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Career Advice

How to become a surgeon

surgeonThey are the rock stars of the medical world – brave souls who, armed with a scalpel, delve into the murky depths of the human body to tackle all manner of ailments. It is a challenging but highly rewarding career that offers excellent potential for continuous development and great job security. The path to becoming a surgeon is far from smooth and that’s why we have sliced through the jargon to bring you the information you will need to plan and visualise the journey which lies ahead.

Surgeons and their specialities

First off, let’s dissect what a surgeon actually is and the various types that there are.

A surgeon is a physician who treats a wide range of diseases, injuries and deformities through surgical procedures. Surgeons can carry out all manner of surgical activities from enormously invasive and lengthy operations to brief and routine treatments. Some of the specific specialisms which fall within the category of surgeon are:

  • Cardiothoracic surgeon- heart, lungs, oesophagus and chest

  • Neurosurgeon- brain, central nervous system and spinal cord

  • Oral and maxillofacial- facial bones, face and neck

  • Otolaryngology- ear nose and throat

  • Paediatric surgeon- patients within childhood

  • Plastic surgeon- reconstructive and elective cosmetic surgery

  • Trauma and orthopaedic- bones and joints

  • Urology- Urinary system as well as mens sexual and reproductive health.

Skills and attributes

There are of course a huge range of technical skills and clinical experience which must be gained before you will become a fully qualified surgeon. If you are in the process of considering whether or not you are suited to a career as a surgeon, some of the transferable skills required are:

  • Ability to work in a calm and efficient manner in often high pressure environments

  • Ability to make decisions and quickly adapt to fast moving situations

  • Outstanding powers of observation to ensure that any slight changes in a patient’s condition can be identified and acted upon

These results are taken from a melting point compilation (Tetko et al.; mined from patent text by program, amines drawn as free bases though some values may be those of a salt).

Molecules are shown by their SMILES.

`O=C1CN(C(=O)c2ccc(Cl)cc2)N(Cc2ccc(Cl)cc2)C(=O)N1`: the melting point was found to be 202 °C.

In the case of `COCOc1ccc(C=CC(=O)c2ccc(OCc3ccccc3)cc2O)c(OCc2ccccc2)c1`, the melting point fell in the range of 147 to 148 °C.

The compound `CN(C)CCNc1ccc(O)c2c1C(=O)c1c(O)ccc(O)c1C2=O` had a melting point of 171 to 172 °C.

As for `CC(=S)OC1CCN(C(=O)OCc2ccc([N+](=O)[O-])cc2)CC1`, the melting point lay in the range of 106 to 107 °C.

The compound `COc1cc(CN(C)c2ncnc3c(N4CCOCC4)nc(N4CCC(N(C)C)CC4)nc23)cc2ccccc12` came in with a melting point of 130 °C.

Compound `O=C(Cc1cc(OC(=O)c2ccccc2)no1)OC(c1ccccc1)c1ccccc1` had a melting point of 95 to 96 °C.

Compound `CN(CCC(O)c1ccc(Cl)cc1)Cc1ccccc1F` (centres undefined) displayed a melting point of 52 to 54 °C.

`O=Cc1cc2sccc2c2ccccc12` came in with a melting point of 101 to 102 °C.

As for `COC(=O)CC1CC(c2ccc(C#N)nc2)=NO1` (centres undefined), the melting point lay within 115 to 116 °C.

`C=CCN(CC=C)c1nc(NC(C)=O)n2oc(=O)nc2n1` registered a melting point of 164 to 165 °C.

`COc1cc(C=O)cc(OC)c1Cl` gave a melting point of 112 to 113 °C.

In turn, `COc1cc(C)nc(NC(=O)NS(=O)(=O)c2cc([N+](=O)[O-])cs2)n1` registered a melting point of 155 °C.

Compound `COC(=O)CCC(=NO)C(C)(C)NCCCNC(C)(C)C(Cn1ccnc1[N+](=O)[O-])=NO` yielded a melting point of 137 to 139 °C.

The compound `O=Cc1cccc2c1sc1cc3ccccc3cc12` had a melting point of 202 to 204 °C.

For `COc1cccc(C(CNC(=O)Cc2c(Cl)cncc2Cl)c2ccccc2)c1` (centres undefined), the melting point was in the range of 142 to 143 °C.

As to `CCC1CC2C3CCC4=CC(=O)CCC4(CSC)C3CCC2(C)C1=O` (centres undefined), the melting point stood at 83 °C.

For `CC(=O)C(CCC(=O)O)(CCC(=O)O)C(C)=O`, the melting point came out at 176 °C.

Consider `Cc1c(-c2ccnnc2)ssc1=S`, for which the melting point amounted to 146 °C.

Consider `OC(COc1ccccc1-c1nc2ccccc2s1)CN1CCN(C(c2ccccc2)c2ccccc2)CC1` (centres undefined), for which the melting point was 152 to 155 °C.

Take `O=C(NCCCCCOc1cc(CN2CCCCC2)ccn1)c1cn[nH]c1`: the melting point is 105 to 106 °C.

• Problem solving and the ability to plan for a number of different contingencies

  • A high level of professional integrity

  • The desire and willingness to constantly learn and develop throughout your career

  • A deep interest in human anatomy and the desire to dedicate your working life to care of your patients.

Qualifications and Training

nursesAs mentioned above the route to becoming a surgeon is long, academically intensive and enormously competitive. The trajectory of an individual’s training may vary slightly, but the most general route that is taken by most surgeons is as follows:

  1. Gaining outstanding A-Level results – Of all university areas of study, medicine is the one that has the most consistently high entry requirements. Generally the lowest grades which will ever be requested are AAB to include (usually) chemistry along with at least one other science subject or maths.  Most entrants will also be subject to a UKCAT (UK Clinical Aptitude Test) or BMAT (BioMedical Admissions Test) to further confirm their aptitude and suitability for a career in medicine.

  2. Completion of medical school- This is will take 5-6 years and will provide you with the basic knowledge required for all medical specialities.

  3. Foundation training- this is a paid position within a hospital or other medical environment.  It lasts 2 years and covers a wide range of medical areas including surgery.

  4. Core surgical training- Again this is a paid position within a medical environment.  It lasts two years and and provides competencies in a range of surgical specialities and may be geared towards one area in particular.

  5. Speciality training- This will be the longest of your `on the job` training and usually lasts 6 years. It is a paid position which will see you specialise in your chosen surgical area in readiness for being employed in a senior position e.g. consultant.

In all, the route from medical student to consultant will take an absolute minimum of 16 years (though in reality it is usually longer than this) and so is not a career which is to be undertaken lightly- it is no exaggeration to say that it requires a huge amount of blood, sweat and tears.

If you still fancy becoming a surgeon good luck, we hope you have found this brief guide useful.  If the thought of all that blood is too much for you, then why not check out some of the other jobs featured in our career directory?

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